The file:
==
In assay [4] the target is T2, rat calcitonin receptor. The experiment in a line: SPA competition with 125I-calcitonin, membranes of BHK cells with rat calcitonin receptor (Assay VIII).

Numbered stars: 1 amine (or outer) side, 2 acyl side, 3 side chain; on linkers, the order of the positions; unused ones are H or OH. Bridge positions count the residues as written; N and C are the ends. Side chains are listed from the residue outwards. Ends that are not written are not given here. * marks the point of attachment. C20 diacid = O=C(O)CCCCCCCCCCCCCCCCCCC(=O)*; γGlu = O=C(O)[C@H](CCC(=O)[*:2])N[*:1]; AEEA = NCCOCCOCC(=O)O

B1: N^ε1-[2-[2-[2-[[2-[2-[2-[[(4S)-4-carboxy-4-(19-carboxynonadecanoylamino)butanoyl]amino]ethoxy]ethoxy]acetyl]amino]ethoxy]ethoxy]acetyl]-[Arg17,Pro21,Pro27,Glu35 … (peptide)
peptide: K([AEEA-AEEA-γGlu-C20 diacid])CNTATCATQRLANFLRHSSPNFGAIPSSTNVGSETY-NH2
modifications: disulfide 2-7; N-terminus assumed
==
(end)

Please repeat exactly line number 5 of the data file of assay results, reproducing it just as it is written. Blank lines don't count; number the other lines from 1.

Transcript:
modifications: disulfide 2-7; N-terminus assumed